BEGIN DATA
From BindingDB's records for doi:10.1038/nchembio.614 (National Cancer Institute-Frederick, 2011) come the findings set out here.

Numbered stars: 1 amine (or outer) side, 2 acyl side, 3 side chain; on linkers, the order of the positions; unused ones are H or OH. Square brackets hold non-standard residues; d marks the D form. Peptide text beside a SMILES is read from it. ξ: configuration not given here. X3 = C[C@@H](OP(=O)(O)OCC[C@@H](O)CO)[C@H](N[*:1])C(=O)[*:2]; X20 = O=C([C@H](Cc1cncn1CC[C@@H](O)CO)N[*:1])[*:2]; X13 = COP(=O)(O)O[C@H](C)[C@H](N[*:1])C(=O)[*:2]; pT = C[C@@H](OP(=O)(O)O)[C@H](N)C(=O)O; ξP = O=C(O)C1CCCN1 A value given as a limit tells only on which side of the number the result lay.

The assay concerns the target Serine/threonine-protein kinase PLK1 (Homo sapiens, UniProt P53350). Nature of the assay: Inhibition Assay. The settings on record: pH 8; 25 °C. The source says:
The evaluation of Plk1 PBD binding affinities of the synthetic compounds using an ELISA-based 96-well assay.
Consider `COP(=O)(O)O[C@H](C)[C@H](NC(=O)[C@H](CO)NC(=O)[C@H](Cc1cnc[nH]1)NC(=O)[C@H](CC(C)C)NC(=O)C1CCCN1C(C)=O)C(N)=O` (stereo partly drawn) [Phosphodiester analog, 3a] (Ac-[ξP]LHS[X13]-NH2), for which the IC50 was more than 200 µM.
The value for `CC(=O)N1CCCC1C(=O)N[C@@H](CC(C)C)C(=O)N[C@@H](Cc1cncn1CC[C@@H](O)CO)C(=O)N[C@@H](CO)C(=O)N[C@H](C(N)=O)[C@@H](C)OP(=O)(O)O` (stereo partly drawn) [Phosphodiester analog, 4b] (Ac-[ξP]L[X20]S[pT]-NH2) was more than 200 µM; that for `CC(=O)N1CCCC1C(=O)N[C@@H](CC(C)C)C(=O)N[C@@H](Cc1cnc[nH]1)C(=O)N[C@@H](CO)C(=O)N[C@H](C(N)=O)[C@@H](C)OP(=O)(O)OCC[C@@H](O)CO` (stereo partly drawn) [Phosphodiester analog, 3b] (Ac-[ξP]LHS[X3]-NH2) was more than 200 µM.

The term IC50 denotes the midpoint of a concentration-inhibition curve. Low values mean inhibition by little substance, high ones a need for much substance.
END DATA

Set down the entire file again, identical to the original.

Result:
From BindingDB's records for doi:10.1038/nchembio.614 (National Cancer Institute-Frederick, 2011) come the findings set out here.

Numbered stars: 1 amine (or outer) side, 2 acyl side, 3 side chain; on linkers, the order of the positions; unused ones are H or OH. Square brackets hold non-standard residues; d marks the D form. Peptide text beside a SMILES is read from it. ξ: configuration not given here. X3 = C[C@@H](OP(=O)(O)OCC[C@@H](O)CO)[C@H](N[*:1])C(=O)[*:2]; X20 = O=C([C@H](Cc1cncn1CC[C@@H](O)CO)N[*:1])[*:2]; X13 = COP(=O)(O)O[C@H](C)[C@H](N[*:1])C(=O)[*:2]; pT = C[C@@H](OP(=O)(O)O)[C@H](N)C(=O)O; ξP = O=C(O)C1CCCN1 A value given as a limit tells only on which side of the number the result lay.

The assay concerns the target Serine/threonine-protein kinase PLK1 (Homo sapiens, UniProt P53350). Nature of the assay: Inhibition Assay. The settings on record: pH 8; 25 °C. The source says:
The evaluation of Plk1 PBD binding affinities of the synthetic compounds using an ELISA-based 96-well assay.
Consider `COP(=O)(O)O[C@H](C)[C@H](NC(=O)[C@H](CO)NC(=O)[C@H](Cc1cnc[nH]1)NC(=O)[C@H](CC(C)C)NC(=O)C1CCCN1C(C)=O)C(N)=O` (stereo partly drawn) [Phosphodiester analog, 3a] (Ac-[ξP]LHS[X13]-NH2), for which the IC50 was more than 200 µM.
The value for `CC(=O)N1CCCC1C(=O)N[C@@H](CC(C)C)C(=O)N[C@@H](Cc1cncn1CC[C@@H](O)CO)C(=O)N[C@@H](CO)C(=O)N[C@H](C(N)=O)[C@@H](C)OP(=O)(O)O` (stereo partly drawn) [Phosphodiester analog, 4b] (Ac-[ξP]L[X20]S[pT]-NH2) was more than 200 µM; that for `CC(=O)N1CCCC1C(=O)N[C@@H](CC(C)C)C(=O)N[C@@H](Cc1cnc[nH]1)C(=O)N[C@@H](CO)C(=O)N[C@H](C(N)=O)[C@@H](C)OP(=O)(O)OCC[C@@H](O)CO` (stereo partly drawn) [Phosphodiester analog, 3b] (Ac-[ξP]LHS[X3]-NH2) was more than 200 µM.

The term IC50 denotes the midpoint of a concentration-inhibition curve. Low values mean inhibition by little substance, high ones a need for much substance.